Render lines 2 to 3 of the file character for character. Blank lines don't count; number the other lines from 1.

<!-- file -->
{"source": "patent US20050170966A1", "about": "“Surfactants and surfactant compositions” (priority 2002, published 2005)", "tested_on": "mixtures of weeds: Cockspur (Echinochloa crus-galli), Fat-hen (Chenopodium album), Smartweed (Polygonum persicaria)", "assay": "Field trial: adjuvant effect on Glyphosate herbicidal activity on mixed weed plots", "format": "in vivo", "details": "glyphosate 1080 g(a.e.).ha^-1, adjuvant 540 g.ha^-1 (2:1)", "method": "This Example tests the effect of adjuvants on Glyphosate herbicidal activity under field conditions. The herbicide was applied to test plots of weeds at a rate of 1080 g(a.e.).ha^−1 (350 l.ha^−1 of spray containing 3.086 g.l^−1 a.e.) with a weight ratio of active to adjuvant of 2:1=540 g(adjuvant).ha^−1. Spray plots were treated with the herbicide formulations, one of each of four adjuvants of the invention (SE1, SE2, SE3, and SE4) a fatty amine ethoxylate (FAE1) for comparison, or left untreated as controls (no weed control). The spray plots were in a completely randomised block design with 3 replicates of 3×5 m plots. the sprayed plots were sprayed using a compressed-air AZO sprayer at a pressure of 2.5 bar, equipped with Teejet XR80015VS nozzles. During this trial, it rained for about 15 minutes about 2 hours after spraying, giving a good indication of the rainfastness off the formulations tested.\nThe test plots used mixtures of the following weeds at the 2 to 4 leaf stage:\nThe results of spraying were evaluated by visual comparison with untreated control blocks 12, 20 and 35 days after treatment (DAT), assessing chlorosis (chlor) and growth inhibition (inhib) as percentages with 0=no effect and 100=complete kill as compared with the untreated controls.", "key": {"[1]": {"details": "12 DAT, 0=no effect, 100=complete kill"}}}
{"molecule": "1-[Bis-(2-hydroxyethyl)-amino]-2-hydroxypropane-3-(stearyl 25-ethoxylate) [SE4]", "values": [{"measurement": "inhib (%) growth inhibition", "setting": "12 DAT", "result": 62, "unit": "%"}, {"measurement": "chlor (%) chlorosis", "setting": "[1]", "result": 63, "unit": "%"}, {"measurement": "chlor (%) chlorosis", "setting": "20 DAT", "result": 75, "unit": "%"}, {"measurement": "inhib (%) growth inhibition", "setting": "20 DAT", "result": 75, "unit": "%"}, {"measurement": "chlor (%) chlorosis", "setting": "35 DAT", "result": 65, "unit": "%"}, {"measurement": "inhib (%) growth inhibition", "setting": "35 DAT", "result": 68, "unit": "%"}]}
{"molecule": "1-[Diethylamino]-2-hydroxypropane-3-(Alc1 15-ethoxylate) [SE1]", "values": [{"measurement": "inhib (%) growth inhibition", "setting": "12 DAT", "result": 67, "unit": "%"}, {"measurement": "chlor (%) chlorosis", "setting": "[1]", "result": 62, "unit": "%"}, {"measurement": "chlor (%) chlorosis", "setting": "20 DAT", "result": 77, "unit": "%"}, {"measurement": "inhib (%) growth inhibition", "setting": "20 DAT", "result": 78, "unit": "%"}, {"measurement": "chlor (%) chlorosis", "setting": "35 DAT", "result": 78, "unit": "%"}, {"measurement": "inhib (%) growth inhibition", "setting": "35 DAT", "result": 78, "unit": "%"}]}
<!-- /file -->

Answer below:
{"molecule": "1-[Bis-(2-hydroxyethyl)-amino]-2-hydroxypropane-3-(stearyl 25-ethoxylate) [SE4]", "values": [{"measurement": "inhib (%) growth inhibition", "setting": "12 DAT", "result": 62, "unit": "%"}, {"measurement": "chlor (%) chlorosis", "setting": "[1]", "result": 63, "unit": "%"}, {"measurement": "chlor (%) chlorosis", "setting": "20 DAT", "result": 75, "unit": "%"}, {"measurement": "inhib (%) growth inhibition", "setting": "20 DAT", "result": 75, "unit": "%"}, {"measurement": "chlor (%) chlorosis", "setting": "35 DAT", "result": 65, "unit": "%"}, {"measurement": "inhib (%) growth inhibition", "setting": "35 DAT", "result": 68, "unit": "%"}]}
{"molecule": "1-[Diethylamino]-2-hydroxypropane-3-(Alc1 15-ethoxylate) [SE1]", "values": [{"measurement": "inhib (%) growth inhibition", "setting": "12 DAT", "result": 67, "unit": "%"}, {"measurement": "chlor (%) chlorosis", "setting": "[1]", "result": 62, "unit": "%"}, {"measurement": "chlor (%) chlorosis", "setting": "20 DAT", "result": 77, "unit": "%"}, {"measurement": "inhib (%) growth inhibition", "setting": "20 DAT", "result": 78, "unit": "%"}, {"measurement": "chlor (%) chlorosis", "setting": "35 DAT", "result": 78, "unit": "%"}, {"measurement": "inhib (%) growth inhibition", "setting": "35 DAT", "result": 78, "unit": "%"}]}